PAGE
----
Tuesday, September 3, 2013

Port forward FQDN website requests on Active Directory domain controllers

I don't like to use (.local etc) for Active Directory domains. There are numerous problems with this and Microsoft stopped recommending it years ago. The problem for those of us who have moved to using sites without the oldschool www hostname is that AD requires the A records of the FQDN domain point to the domain controllers.

There are a number of ways to solve this IT headache that boil down to leveraging the servers or the network.

Thanks like:
  • Install IIS on the DCs - A heavy handed approach and not recommended.
  • Perform some network trickery to intercept and forward port 80/443 
  • Use multiple DNS servers (inside, outside, etc)
The least complicated way I have found is to use the port forwarding capabilities of Windows 2008 R2.  This way you don't have to twist standard network services with an additional layer of complexity.

On Linux, I'd use iptables to redirect the HTTP and HTTPS ports like this:

iptables -I FORWARD -p tcp -d --dport 80 -j ACCEPT
iptables -I FORWARD -p tcp -d --dport 443 -j ACCEPT
iptables -t nat -A PREROUTING -p tcp --dport 80 -j DNAT --to-destination
iptables -t nat -A PREROUTING -p tcp --dport 443 -j DNAT --to-destination 

From the command line on Windows 2008 R2, you can do the same using the netsh cli.

netsh interface portproxy add v4tov4 listenport=80 listenaddress= connectport=80 connectaddress=
netsh interface portproxy add v4tov4 listenport=443 listenaddress= connectport=443 connectaddress=

Now any browser requests using the FQDN root will be automatically forwarded through an AD controller. No extra software need be installed.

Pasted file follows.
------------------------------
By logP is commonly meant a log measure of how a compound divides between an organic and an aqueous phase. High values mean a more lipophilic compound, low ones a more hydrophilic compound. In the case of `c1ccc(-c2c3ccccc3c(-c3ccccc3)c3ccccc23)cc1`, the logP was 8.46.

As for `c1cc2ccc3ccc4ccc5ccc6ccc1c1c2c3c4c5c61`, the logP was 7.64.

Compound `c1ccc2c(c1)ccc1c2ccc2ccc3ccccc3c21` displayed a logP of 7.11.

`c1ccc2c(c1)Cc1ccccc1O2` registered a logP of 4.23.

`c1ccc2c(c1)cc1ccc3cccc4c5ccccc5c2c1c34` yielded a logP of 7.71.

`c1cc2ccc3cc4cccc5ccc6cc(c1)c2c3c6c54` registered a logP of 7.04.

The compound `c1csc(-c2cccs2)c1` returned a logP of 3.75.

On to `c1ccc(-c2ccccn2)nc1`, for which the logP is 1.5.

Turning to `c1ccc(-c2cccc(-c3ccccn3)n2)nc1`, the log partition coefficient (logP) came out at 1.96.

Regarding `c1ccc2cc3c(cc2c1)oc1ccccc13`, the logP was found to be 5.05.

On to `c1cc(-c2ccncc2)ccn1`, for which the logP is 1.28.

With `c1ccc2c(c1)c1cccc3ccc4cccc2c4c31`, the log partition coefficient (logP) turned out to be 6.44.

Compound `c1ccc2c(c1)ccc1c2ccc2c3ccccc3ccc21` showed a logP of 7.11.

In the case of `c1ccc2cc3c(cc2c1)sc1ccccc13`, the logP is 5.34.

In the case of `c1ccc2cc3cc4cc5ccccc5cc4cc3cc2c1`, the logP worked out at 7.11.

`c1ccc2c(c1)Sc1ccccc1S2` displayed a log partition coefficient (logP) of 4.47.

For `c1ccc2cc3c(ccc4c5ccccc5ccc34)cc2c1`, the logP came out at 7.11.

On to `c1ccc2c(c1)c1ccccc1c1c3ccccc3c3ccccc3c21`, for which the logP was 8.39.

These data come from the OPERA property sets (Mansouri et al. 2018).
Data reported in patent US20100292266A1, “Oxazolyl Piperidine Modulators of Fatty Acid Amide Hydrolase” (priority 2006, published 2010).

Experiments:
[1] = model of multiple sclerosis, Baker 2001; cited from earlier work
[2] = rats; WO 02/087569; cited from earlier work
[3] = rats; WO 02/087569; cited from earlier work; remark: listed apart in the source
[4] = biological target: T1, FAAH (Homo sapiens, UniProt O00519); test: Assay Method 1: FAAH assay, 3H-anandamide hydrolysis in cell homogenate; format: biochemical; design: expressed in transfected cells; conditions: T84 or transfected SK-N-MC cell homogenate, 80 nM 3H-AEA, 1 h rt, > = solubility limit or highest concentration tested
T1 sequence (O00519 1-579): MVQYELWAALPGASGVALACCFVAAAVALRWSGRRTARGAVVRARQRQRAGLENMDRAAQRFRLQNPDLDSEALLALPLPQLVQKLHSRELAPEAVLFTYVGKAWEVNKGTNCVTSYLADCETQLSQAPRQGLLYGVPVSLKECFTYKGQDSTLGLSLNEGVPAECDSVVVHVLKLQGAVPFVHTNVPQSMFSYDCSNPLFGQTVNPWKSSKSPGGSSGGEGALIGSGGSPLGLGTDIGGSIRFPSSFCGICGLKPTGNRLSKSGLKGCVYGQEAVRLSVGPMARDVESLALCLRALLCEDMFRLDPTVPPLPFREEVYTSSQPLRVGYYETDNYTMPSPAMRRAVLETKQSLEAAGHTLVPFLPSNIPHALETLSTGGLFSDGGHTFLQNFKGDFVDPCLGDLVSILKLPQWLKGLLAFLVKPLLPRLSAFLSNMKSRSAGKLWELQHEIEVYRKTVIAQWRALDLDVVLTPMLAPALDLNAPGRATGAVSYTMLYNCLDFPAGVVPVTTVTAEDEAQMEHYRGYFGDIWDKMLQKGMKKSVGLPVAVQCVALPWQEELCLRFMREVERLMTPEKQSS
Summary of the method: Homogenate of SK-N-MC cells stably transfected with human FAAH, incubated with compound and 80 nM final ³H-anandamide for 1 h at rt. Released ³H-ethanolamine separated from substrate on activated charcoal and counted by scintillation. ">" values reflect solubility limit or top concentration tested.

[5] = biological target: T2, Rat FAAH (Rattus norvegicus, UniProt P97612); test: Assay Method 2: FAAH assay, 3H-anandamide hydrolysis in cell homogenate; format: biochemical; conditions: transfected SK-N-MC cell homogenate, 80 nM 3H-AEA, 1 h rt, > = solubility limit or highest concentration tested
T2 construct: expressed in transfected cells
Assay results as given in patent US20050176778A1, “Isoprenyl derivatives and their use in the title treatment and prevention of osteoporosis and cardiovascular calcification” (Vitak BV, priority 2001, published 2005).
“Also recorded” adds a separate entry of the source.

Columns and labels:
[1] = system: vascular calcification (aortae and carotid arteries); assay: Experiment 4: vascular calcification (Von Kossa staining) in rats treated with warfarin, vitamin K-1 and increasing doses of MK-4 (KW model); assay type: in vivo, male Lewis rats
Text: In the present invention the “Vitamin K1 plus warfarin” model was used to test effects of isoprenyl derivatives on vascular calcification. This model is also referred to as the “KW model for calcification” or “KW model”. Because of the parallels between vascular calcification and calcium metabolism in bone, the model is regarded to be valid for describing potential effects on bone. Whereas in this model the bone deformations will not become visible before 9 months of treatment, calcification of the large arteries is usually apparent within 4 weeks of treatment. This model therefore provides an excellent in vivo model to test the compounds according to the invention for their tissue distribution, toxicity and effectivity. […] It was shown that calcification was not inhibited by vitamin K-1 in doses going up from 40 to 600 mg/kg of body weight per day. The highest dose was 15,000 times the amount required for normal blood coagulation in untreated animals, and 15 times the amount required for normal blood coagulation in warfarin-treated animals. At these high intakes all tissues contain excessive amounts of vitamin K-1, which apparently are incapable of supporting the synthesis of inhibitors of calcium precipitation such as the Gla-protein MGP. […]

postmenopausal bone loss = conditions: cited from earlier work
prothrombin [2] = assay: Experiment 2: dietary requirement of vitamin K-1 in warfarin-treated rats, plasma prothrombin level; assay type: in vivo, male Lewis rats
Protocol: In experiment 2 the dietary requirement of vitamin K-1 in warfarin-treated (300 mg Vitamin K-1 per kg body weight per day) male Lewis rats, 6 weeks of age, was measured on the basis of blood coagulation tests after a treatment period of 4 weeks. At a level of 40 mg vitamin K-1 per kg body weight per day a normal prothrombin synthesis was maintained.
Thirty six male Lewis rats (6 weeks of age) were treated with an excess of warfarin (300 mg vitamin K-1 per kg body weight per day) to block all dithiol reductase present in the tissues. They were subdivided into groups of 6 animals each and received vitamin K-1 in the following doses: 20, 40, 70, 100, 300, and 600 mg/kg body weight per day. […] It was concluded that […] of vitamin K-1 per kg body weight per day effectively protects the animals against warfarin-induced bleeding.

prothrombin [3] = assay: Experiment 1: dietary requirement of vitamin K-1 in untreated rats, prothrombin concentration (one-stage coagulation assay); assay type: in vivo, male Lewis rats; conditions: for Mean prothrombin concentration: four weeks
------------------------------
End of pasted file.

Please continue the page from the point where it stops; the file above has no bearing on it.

My thanks to Rick Wargo for sharing his example of port forwarding on Windows 2008 R2.

Wednesday, March 27, 2013

I tried to execute a dladm set-linkprop command on a Nexenta RSF-1 HA cluster and received a "link busy" error. Took a minute for me to remember that the Solaris family requires you to unplumb and interface before you administer its persistent properties.

The example below shows how to change the MTU settings using plumb and dladm commands. This allows the RSF-1 controlled interfaces and VIPs to use jumbo frames.

ifconfig ixgbe1 unplumb
ifconfig ixgbe0 unplumb
dladm set-linkprop -p mtu=9000 ixgbe0
dladm set-linkprop -p mtu=9000 ixgbe1
ifconfig ixgbe0 plumb
ifconfig ixgbe1 plumb

Thursday, March 21, 2013

Dell PowerConnect Serial Console on Linux

Here's how to setup minicom on Linux to talk to a Dell PowerConnect.

Install minicom

sudo apt-get install minicom

Get your host's serial port.

dmesg | grep --color ttyS

Example output:

dmesg | grep --color ttyS
serial8250: ttyS0 at I/O 0x3f8 (irq = 4) is a 16550A
serial8250: ttyS1 at I/O 0x2f8 (irq = 3) is a 16550A
00:05: ttyS0 at I/O 0x3f8 (irq = 4) is a 16550A
00:06: ttyS1 at I/O 0x2f8 (irq = 3) is a 16550A

If you don't see anything listed, check your BIOS and make sure the serial port is enabled.

Now configure minicom.

minicom -s

Select "Serial port setup" and configure your settings as follows:

    | A -    Serial Device      : /dev/ttyS0                                |
    | B - Lockfile Location     : /var/lock                                 |
    | C -   Callin Program      :                                           |
    | D -  Callout Program      :                                           |
    | E -    Bps/Par/Bits       : 9600 8N1                                  |
    | F - Hardware Flow Control : No                                        |
    | G - Software Flow Control : No                                        |
    |                                                                       |
    |    Change which setting?                                              |

Now you can either save these as dfl (default ) or something like dell_powerconnect.

Use your Dell setup like this.

minicom dell_powerconnect

I have a alot of servers that have padded numerics in their names. Here's a quick way to issue SSH commands to all of them. The key is to use good old printf

for i in {1..10}; do ssh cloud-host-$(printf "%02d" $i) iscsiadm -m node -T iqn.2004-04.com.megastorage:hyper-zfs-serv:iscsi.zabbix.c4c655 -u; done
The ccze utility is your friend for reading squid proxy logs. It's a nice colorizer and performs timestamp conversions with the -C argument.

sudo tail -f /var/log/squid-deb-proxy/access.log|ccze -CA